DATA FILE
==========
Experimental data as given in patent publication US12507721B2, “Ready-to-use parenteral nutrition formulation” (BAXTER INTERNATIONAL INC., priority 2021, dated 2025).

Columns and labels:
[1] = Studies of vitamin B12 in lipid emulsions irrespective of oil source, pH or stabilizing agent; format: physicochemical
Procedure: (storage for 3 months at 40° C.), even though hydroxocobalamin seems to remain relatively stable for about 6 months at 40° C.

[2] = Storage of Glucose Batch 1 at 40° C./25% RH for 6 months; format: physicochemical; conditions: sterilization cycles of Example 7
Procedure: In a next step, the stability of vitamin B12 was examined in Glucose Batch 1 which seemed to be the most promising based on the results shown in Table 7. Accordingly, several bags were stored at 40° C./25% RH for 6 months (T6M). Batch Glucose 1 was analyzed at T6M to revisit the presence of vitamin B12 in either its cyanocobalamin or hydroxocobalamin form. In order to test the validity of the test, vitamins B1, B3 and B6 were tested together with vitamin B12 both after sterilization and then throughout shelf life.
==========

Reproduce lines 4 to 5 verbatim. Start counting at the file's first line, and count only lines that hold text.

Procedure: (storage for 3 months at 40° C.), even though hydroxocobalamin seems to remain relatively stable for about 6 months at 40° C.

[2] = Storage of Glucose Batch 1 at 40° C./25% RH for 6 months; format: physicochemical; conditions: sterilization cycles of Example 7